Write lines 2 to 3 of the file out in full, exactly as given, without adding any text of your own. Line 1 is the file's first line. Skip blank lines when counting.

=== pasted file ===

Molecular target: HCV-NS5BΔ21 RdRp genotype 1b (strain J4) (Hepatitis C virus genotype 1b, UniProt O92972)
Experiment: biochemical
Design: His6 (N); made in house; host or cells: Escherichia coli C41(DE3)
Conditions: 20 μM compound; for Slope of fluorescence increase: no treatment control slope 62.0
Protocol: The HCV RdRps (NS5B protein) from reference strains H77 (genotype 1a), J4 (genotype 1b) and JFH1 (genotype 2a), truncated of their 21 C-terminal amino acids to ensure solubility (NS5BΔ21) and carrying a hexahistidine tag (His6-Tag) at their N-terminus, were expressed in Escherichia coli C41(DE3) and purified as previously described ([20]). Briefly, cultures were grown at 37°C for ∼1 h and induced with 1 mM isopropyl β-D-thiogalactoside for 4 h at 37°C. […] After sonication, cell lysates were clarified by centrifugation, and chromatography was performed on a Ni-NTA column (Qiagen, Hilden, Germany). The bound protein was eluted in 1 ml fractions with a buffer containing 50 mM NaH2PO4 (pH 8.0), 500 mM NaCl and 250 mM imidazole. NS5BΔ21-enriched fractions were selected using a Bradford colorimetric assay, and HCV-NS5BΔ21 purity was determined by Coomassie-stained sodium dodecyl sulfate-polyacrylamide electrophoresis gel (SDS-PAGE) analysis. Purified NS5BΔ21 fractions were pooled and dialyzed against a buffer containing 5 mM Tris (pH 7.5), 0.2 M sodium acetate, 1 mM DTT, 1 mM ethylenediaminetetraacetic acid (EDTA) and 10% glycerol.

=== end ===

Experiment: biochemical
Design: His6 (N); made in house; host or cells: Escherichia coli C41(DE3)